The result, Mr. Forman says, is a book that can appeal to a wide range of readers interested in history.
"I think it presents itself as a new way of thinking about the Revolution," he says.
In the process of researching the Revolutionary period, Ms. Lee concluded that Charles County inhabitants did not conform to the historical stereotypes of a Colonial civilian population that turned its back on the war effort.
"All you hear about for 200 years is how bad the civilian population is in supporting that army," she says. "There are all these images of Valley Forge and soldiers with bare feet. Well, the Charles County population, yeah, they bungled around, and they weren't exactly thrilled, but they really supported the army."
Like the motherland across the Atlantic Ocean, Maryland conducted social and political life along class lines. Ms. Lee, who pored over 800 wills and stacks of other documents signed by Charles County inhabitants of the era, found that formal education was restricted to the white gentry. One-third of the white men and two-thirds of the white women, she discovered, could not sign their names.
"The Price of Nationhood" is rich in such details, but it also contains more than 100 pages of notes, tables and sources -- a feature that should please other historians.
But Ms. Lee's breezy writing style and narrative form, a characteristic that makes the book highly readable, could make it vulnerable to criticism from the scholastic school that equates stuffiness with virtue.
"I've met with a certain amount of skepticism in the academic community about having done that, a feeling that maybe narrative isn't quite as respectable," she says, although, "There have been calls for a couple decades now for historians to write narrative history. There have been laments that historians have gotten too specialized and they have gotten too mired in microscopic areas or esoteric methodologies that the average reader cannot understand and probably isn't very interested in."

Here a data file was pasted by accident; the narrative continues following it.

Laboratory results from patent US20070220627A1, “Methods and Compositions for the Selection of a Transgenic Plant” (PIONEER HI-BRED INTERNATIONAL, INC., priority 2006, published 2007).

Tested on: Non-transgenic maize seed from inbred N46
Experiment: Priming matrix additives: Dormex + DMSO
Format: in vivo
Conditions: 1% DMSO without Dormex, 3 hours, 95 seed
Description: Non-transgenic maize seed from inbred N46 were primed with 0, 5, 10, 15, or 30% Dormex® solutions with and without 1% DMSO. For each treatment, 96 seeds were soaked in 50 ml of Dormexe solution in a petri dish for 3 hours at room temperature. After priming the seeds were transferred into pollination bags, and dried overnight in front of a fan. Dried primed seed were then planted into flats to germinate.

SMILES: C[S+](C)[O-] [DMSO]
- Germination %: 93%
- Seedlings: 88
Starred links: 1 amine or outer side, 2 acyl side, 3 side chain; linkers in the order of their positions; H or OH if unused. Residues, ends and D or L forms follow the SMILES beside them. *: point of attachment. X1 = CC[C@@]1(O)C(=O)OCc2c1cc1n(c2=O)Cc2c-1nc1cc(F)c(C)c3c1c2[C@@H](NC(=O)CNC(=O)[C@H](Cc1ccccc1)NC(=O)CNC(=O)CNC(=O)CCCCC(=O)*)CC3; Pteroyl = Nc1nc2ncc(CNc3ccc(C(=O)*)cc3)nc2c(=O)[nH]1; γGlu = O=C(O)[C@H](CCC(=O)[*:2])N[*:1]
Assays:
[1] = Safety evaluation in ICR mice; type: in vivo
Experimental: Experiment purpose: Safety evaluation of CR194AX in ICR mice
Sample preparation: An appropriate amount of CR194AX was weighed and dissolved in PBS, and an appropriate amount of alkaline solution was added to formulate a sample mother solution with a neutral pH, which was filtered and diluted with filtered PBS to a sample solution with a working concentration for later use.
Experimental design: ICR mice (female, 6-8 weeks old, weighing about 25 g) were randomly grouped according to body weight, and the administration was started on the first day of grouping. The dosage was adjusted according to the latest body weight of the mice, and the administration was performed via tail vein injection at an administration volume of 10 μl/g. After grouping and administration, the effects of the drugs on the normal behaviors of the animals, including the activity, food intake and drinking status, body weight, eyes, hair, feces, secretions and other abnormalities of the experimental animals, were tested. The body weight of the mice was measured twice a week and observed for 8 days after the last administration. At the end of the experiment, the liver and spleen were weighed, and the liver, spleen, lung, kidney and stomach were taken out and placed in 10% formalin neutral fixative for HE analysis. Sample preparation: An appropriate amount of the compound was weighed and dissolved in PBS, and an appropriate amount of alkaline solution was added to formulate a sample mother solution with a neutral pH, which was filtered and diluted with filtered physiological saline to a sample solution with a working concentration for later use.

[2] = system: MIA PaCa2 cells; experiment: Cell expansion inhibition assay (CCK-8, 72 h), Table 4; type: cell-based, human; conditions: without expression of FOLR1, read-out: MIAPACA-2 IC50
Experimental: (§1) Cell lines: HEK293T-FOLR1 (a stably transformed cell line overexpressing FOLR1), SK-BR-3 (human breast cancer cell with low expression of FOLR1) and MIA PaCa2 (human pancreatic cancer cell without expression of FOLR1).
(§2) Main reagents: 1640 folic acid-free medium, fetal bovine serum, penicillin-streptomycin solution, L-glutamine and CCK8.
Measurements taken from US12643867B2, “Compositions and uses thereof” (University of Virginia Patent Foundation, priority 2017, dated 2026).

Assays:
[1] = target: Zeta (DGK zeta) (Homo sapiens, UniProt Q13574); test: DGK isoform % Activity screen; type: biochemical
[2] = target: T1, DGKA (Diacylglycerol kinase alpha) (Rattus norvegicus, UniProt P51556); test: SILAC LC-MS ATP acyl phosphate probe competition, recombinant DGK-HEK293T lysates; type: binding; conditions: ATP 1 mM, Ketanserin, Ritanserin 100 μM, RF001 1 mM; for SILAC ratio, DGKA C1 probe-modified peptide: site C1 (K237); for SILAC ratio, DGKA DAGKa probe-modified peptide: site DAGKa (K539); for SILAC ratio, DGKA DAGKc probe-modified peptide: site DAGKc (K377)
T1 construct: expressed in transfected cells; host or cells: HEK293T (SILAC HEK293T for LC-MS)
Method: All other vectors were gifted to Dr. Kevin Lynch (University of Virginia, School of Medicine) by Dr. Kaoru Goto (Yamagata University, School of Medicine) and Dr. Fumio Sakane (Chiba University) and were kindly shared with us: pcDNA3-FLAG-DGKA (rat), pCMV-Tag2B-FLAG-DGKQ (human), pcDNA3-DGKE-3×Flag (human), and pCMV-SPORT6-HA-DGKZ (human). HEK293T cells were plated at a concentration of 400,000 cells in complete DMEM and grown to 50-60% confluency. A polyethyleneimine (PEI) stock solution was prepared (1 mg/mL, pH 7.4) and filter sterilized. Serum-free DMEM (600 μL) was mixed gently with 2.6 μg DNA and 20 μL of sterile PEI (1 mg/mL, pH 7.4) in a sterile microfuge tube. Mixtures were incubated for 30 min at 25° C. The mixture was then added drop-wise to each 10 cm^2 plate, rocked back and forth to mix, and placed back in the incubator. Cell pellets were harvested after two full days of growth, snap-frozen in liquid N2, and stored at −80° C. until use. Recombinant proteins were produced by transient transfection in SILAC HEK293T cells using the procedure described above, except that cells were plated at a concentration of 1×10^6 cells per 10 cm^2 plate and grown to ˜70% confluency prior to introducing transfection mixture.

Defenders of Ms. Lee's book are plentiful, but few are as quick as Christopher F. Lee, the author's husband, who also is a scholar of early American history.
"That book is based on more solid research than any I know of," he says. "It doesn't show how much hard work and how much thought and how complicated the conception is. You have to be pretty sophisticated to grab that. She made it look too easy."
It was anything but easy, Ms. Lee says. In retrospect, the book had its genesis more than 20 years ago, when Ms. Lee, then an analyst with the Library of Congress, decided to delve into the little-known life of Charles County's Thomas Stone, one of the state's four signers of the Declaration of Independence.
Hopes of writing a biography of Stone, who served in the Continental Congress, were --ed when Ms. Lee was convinced by other historians that biographies were not in academic vogue at the time.
She abandoned the Stone manuscript and turned her attention to the political and social aspects of Charles County. In 1984, after using her material in her dissertation, she earned her doctorate at the University of Virginia.
Although "The Price of Nationhood" materialized slowly, Ms. Lee says she now recognizes that its beginnings came subtly, during an early day trip to Charles County.
Suburban sprawl had not yet come to the region. The pastoral scenery that greeted Ms. Lee as she motored along the back roads gave her a sense of time and place that had eluded her during her research in libraries and museums.
"I remember coming out of a swampy area at about dusk and thinking this was like Ichabod Crane," she says. "All I had to do was forget I was in a car, forget the asphalt road, and I was back in some other period of time. I think that hooked me on the county."